It appears that free folk is going the way of electronica, with seemingly hundreds of bedroom producers picking up their four tracks again and constructing delicate compositions with their accumulated collections of toys and small instruments. Of course this all means that the bubble is likely to burst any minute, but for now we can enjoy it while it's still reasonably fresh, and Jonquil's 'Sunny Casinos' is a lovingly produced marvel of a record. Taking cues from the anything-goes approach of Akron/Family and the anal production obsessions of The Microphones, Jonquil mainman Hugo Manuel layers his whimsical vocals over lightly picked acoustic guitars and grittily recorded noises. Funnily enough this reminds me somewhat of the recent slew of Twisted Nerve 7"s; Voice of the Seven Woods, Sam and the Plants et al. There's that beautifully inclusive 'throw it all in the mix' feeling, yet at the same time we've got songs on offer here and not merely improvisations; check 'There is no Ian Bridgewater' which takes a room-recorded drum part and then lays on guitar part over guitar part before adding the wordless vocal part. It feels like a tribal hymn to a long-lost idol, and this reverential quality is not lost over the course of the album's 40 minute running time. Elsewhere we get the shimmering Tim Hecker-sounding 'Too Late' and 'Tracing' which sounds like a recording made in the back room of a disused junk shop. It's quite an achievement that Manuel and his collaborators have managed to condense so many influences on 'Sunny Casinos' and come out with such an incredibly coherent statement. It might be called 'Sunny Casinos' but I can't think of a better way to keep myself smiling as the rain comes in this winter.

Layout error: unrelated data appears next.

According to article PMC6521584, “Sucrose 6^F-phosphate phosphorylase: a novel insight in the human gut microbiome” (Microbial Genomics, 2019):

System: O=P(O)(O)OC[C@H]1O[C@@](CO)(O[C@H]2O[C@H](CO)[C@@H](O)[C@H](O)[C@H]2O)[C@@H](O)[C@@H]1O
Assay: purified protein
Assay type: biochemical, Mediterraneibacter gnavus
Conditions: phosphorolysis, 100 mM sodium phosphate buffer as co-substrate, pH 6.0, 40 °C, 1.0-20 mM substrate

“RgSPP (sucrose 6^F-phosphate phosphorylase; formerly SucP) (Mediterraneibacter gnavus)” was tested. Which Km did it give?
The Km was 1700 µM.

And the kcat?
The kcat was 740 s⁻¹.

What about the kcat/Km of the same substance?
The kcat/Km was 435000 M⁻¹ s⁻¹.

"Sunny Casinos"

1. Avignon
2. There is no Ian Bridgwater
3. Alhambra
4. You're Not My Mind
5. Too Late
6. Square Rigger
7. Sunny Casinos
8. Tracing
9. Woodstock
10. Full of Grace's Bitterness

CD album in gatefold sleeve
1st 45 copies came in a hessian sleeve